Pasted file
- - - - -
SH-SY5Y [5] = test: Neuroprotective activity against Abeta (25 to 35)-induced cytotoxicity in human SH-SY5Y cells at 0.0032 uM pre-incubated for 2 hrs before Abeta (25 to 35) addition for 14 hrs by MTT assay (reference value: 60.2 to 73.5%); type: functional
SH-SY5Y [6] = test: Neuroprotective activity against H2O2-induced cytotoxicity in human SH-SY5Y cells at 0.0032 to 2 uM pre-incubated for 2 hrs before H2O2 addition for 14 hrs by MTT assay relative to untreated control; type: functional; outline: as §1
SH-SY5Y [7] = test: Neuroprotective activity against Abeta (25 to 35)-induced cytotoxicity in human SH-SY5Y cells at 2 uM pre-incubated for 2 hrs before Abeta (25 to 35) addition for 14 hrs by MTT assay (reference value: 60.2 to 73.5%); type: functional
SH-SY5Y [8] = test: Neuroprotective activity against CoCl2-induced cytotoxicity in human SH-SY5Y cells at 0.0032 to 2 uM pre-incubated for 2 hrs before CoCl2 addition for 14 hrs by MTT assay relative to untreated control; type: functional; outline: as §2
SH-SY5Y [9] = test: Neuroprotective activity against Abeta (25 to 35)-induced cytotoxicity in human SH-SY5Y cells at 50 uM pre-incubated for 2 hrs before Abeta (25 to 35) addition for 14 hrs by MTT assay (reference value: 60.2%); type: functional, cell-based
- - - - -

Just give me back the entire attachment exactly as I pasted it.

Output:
SH-SY5Y [5] = test: Neuroprotective activity against Abeta (25 to 35)-induced cytotoxicity in human SH-SY5Y cells at 0.0032 uM pre-incubated for 2 hrs before Abeta (25 to 35) addition for 14 hrs by MTT assay (reference value: 60.2 to 73.5%); type: functional
SH-SY5Y [6] = test: Neuroprotective activity against H2O2-induced cytotoxicity in human SH-SY5Y cells at 0.0032 to 2 uM pre-incubated for 2 hrs before H2O2 addition for 14 hrs by MTT assay relative to untreated control; type: functional; outline: as §1
SH-SY5Y [7] = test: Neuroprotective activity against Abeta (25 to 35)-induced cytotoxicity in human SH-SY5Y cells at 2 uM pre-incubated for 2 hrs before Abeta (25 to 35) addition for 14 hrs by MTT assay (reference value: 60.2 to 73.5%); type: functional
SH-SY5Y [8] = test: Neuroprotective activity against CoCl2-induced cytotoxicity in human SH-SY5Y cells at 0.0032 to 2 uM pre-incubated for 2 hrs before CoCl2 addition for 14 hrs by MTT assay relative to untreated control; type: functional; outline: as §2
SH-SY5Y [9] = test: Neuroprotective activity against Abeta (25 to 35)-induced cytotoxicity in human SH-SY5Y cells at 50 uM pre-incubated for 2 hrs before Abeta (25 to 35) addition for 14 hrs by MTT assay (reference value: 60.2%); type: functional, cell-based